3. the 2005 income year was the first and only time HLL charged the Trust management fees, and this expense happened to be claimed in the first year the Trust made a profit;
  4. the management fee matched the surplus profit in the Trust and had the effect of eliminating the tax otherwise payable by HLT;
  5. the management fee also enabled HLL to offset the amount received against its losses; and
  6. without the management fee payment, HLT would have been liable to pay tax of $368,280 and HLL would have had a loss of $966,788 for the year.

The Court of Appeal opined that the lack of documentary evidence and the fact that the management fee amount was decided at or after the end of the financial year (and retrospectively allocated monthly by journal entry) was not necessarily fatal for HLT. The problem for HLT was that Mr Tauber had failed to provide any detailed or convincing explanation as to what management services were provided or how the sum charged was calculated.

The Court of Appeal agreed that the proper inference to draw is that the management fees for 2005 were fixed by reference to HLT’s taxable income and for the purpose of eliminating its liability for tax in that year. There was no satisfactory evidence to support the claim that management services were provided by HLL to HLT or in what amount.

Was the High Court correct to find there was no sufficient nexus shown between the management fees and the earning of HLT’s assessable income and/or in the course of carrying on its business?

The authorities relating to deductibility of expenses are well known and were not in dispute. HLT submitted that it was difficult to differentiate between management services provided or required for individual entities in the Honk Group. Counsel argued that in such circumstances, with tightly held companies and other entities, it was permissible to take a global approach to the allocation of management fees. This argument was rejected by the Court of Appeal for two main reasons. First, s BD 2 of the Income Tax Act 1994 (“ITA”) is focussed on expenditure by the tax-paying entity concerned and which has the required nexus with the derivation of that taxpayer’s income. Second, the section permits deductions for expenditure only to the extent that it is incurred for any of the purposes identified in that section. The Court of Appeal noted that “to the extent that” contemplates apportionment between expenditure that is properly attributable to the identified statutory purpose and that which is not.

Although the Court of Appeal acknowledged that complete precision may not always be possible with regard to the division of management services between the members of a group, the Court found that the evidence in this case fell well short of even a modest degree of precision.

Was the High Court correct to hold that if the management fee was deductible, it was part of a tax avoidance arrangement under s BG 1 of the ITA?

The Court of Appeal also considered the Commissioner’s alternative submission that if the management fees were deductible under s BD 2 of the ITA, then the transaction was part of a tax avoidance arrangement pursuant to s BG 1. The Court of Appeal said they would have had no difficulty agreeing with the High Court that there was a tax avoidance arrangement. The Court of Appeal was satisfied that the circumstances in which the management fees were fixed and charged were contrived and artificial and were clearly made for the purpose of eliminating the income tax otherwise payable. The Court of Appeal agreed with the Commissioner that another purpose and effect of the arrangement was not only to eliminate any tax obligation in HLT but was also to transfer taxable profits out of the Trust to HLL which effectively amounted to a loss offset between a company and a trust, which is not permitted.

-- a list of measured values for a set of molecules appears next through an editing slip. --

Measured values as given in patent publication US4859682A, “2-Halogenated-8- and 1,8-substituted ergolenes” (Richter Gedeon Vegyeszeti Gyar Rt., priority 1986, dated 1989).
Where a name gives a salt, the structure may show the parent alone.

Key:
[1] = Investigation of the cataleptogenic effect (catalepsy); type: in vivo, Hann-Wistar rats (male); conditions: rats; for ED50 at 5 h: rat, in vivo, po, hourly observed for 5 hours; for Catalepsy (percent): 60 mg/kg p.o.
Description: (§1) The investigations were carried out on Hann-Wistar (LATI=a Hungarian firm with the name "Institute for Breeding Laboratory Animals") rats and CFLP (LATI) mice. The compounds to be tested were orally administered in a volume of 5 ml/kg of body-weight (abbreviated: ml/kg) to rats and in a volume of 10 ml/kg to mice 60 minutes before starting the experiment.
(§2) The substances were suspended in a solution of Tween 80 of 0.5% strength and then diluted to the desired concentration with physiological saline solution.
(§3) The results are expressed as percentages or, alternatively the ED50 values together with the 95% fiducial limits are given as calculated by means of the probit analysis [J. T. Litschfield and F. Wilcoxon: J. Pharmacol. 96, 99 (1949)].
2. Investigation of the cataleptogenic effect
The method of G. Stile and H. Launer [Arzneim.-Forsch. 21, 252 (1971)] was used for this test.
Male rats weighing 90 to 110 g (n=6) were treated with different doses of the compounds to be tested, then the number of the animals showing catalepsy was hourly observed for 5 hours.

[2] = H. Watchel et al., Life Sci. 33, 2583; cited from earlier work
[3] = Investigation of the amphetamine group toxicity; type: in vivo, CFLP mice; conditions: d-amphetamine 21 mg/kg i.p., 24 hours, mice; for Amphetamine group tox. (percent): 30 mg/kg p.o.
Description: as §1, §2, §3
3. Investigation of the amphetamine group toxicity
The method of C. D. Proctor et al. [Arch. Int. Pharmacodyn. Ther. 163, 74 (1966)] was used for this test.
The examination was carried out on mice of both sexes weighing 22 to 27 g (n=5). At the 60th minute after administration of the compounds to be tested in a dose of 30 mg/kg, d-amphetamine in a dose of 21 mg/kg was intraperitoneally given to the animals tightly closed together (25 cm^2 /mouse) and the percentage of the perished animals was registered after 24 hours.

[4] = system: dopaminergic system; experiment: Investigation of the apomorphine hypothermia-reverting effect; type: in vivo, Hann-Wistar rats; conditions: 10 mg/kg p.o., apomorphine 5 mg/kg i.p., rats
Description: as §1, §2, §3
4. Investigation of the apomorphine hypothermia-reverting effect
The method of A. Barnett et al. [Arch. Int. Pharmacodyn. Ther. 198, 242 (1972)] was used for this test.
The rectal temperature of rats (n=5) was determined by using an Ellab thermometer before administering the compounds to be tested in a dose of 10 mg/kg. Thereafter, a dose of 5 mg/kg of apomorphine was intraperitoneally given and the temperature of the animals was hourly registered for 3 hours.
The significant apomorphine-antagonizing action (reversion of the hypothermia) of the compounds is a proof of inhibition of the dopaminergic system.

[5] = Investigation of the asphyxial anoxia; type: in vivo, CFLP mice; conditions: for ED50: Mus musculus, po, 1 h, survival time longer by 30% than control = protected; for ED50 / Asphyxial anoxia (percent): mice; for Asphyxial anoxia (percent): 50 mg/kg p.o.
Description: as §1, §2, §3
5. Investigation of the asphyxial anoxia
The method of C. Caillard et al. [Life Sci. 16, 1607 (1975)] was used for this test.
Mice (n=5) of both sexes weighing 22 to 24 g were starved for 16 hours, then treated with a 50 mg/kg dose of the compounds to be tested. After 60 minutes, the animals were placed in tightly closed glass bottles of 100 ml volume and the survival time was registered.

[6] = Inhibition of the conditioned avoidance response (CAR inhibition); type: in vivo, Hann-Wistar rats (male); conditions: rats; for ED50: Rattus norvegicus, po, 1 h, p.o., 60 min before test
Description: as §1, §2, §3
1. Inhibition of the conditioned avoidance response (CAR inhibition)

Additionally the Court of Appeal was satisfied that it would have been unnecessary for the Commissioner to exercise the reconstruction powers available under the ITA. The Court of Appeal agreed with the Commissioner that it was irrelevant that, instead of using the management fee to transfer the Trust profits to HLL, HLT could have distributed the profit to HLL as beneficiary income. Citing the Court’s decision in Alesco New Zealand Ltd v Commissioner of Inland Revenue [2013] NZCA 40, [2013] 2 NZLR 175 at [39] and [40], the Court of Appeal held that the question was whether the particular arrangement had the effect of avoiding or reducing any liability to income tax; the issue was not whether the taxpayer would have been equally able to avoid or reduce its liability by implementing a different and permissible arrangement.

Was the High Court correct to hold that HLT was liable for an abusive tax position penalty under s 141D of the Tax Administration Act 1994 (“TAA”)?

The Court of Appeal agreed that the Commissioner was entitled to impose a shortfall penalty under s 141D of the TAA. The basis for the Court’s finding included the following factors: there was clearly a tax shortfall for the 2005 income year, an unacceptable tax position was taken by HLT entering into arrangements with the dominant purpose of reducing or removing its tax liability, and HLT could not have reasonably concluded that it was appropriate to deduct management fees for services not actually provided.


Income Tax Act 1994 ss BD 2, BG 1 and GB 1, Tax Administration Act 1994 ss 141B and 141D